Today, Chooch and I went to lunch with Janna and my brother Corey. We walked several blocks to Tom’s Diner, which was fine until the way back when Chooch was too tired to walk so I had to carry him in 179 degree weather and he stunk of sweat and curdled milk. Anyway, at Tom’s, he made a fist and held it out to everyone who walked past, and said, "Punch. Punch." Most people ignored him, but a fat old man wearing a big mother-whompin’ ring made a fist on his way out of the diner and shouted, "Gimme some knuckle, kid" and Chooch had this expression of "Fucking finally!"
Chooch and I both had grilled cheese and fries, but he was more interested in stealing potato chips and pickles from Janna’s plate.
A woman came in with approximately 18 children (fine, four) and as soon as they sat down behind us, a really old should-be-fucking-dead-by-now man hobbled over with a hunched back and passed out saftey suckers to each one. "I just really love kids," he exclaimed to their mom, and then he went back to his table.
Now, this lewd display of favortism went down behind my back, so I sat there and funneled my disgusted sighs and angry scowls at Janna and Corey. "So what, Chooch doesn’t qualify? Why didn’t that elderly douche balloon give my son a fucking poison treat?" I swear to God it made me so angry that I could feel my adrenaline rushing, blood crashing like cymbals in my ears, and I wanted to approach him in the worst way. Me, approaching an octogenarian over a sucker. And then what? Cause a scene over candy that would wind up dirt-encrusted and dropped on the floor after three licks? I have a really ridiculously skewed sense of entitlement.
The night before we left, I had Henry look up lodging for Corey and me while I was at work, since I am helpless and had more important things to do. My only criteria was: close to venue and cheap.
He sent me info for Red Carpet Inn, which had rooms for $49+tax. It was located in New Jersey, and it was only 3.5 miles away from the Wachovia Spectrum, where the Cure was playing Saturday night.
I quickly emailed him and said I’d take it.
“You realize this place isn’t going to be nice,” Henry chided in his reply. The user ratings all said, “You get what you pay for,” and I was OK with that because the more money I saved, the more shit I could buy throughout the trip, like Slim Jims and crack.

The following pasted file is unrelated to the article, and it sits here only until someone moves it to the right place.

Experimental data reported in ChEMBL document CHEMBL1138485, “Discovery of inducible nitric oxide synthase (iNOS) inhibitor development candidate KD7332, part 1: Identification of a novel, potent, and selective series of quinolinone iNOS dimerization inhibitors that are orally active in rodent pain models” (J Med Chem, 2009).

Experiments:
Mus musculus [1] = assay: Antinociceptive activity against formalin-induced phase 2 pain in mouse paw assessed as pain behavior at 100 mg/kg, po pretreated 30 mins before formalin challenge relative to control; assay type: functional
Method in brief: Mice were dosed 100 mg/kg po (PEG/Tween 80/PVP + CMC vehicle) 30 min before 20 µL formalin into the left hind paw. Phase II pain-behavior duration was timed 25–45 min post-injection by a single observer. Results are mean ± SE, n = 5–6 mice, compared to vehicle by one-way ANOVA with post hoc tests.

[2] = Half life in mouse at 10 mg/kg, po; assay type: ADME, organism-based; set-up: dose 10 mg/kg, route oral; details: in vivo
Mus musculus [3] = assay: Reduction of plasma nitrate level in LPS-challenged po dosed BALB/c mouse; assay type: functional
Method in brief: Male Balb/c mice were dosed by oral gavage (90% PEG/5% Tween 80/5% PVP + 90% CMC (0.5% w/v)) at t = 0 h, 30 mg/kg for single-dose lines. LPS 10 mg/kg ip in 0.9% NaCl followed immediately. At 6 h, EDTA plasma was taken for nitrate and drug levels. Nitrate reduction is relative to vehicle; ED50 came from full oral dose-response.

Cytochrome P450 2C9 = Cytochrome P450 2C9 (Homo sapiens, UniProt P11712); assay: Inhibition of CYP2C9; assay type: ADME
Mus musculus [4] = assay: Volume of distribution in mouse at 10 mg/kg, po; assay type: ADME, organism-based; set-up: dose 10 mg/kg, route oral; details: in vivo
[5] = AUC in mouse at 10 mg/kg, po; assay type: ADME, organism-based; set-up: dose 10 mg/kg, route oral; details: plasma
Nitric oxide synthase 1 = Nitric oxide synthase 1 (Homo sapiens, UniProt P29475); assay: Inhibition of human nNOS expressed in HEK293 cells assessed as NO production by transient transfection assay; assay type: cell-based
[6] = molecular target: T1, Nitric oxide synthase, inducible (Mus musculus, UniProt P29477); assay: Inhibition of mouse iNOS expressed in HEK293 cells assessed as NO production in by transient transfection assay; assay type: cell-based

“Don’t you dare even think about calling and complaining,” Henry said the next morning, as he armed me with directions and SoyJoy bars.
Corey arrived at my house at 10:00 and, between filling up the gas tank with liquid gold and taking out some cash for the turnpike, etc., I managed to spend $71 before we even left Brookline.
For the 300+ miles on the Pennsylvania turnpike, Corey and I mainly reminisced about past displays of family dysfunction, which included Corey’s favorite Father-Daughter fight in which I screamed in my step-dad’s face that I wish he’d get his head cut off by the log splitter we had in our backyard. Corey was laughing, and I was too but the whole time I was thinking, “Yeah, but this was a stepping stone in the rickety path of dropping out of high school.”
I forced Corey to listen to a special mixed CD I made just for the trip, and he sarcastically cheered every time Chiodos came on. However, he is now obsessed with Dance Gavin Dance, which is more than I could have hoped for. However, I ridiculed him every time he disagreed with my musical tastes, you know, like every other obnoxious music snob does.
My favorite moment was when Corey told me he was going through my step-dad’s cell phone and discovered naked pictures of my step-dad’s girlfriend all bent over the back of the couch. Ten minutes later and it was all, “Remember when you found naked pictures of Daddy’s girlfriend?” and then we laughed all over again.
I’m not used to being the responsible one in these trips. My role is usually to wedge my fat ass in the passenger seat, armed with my vacation journal, beverage and snacks, switching up the music like it’s my destiny. Also, flirting with truckers and being Annoying: Road Trip Edition. But this time, I had to pay attention to shit, like how the car was doing on gas, if all the tires were intact, all while keeping a general sense of where the fuck we were. Oh, the pressure. Corey was in charge of the directions, but every time I would ask him where we were, he’d stare ambivalently at the map and kind of shrug. So then I would call Henry and ask, “Hey, how much farther do we have?” and he’d get all mad because I wouldn’t be able to tell him where we were since I can’t read a map and then he’d have to go and turn the computer on (he was letting it rest while I was away) and by that time I’d be all, “Oooh we’re going through a tunnel! Bubbye!”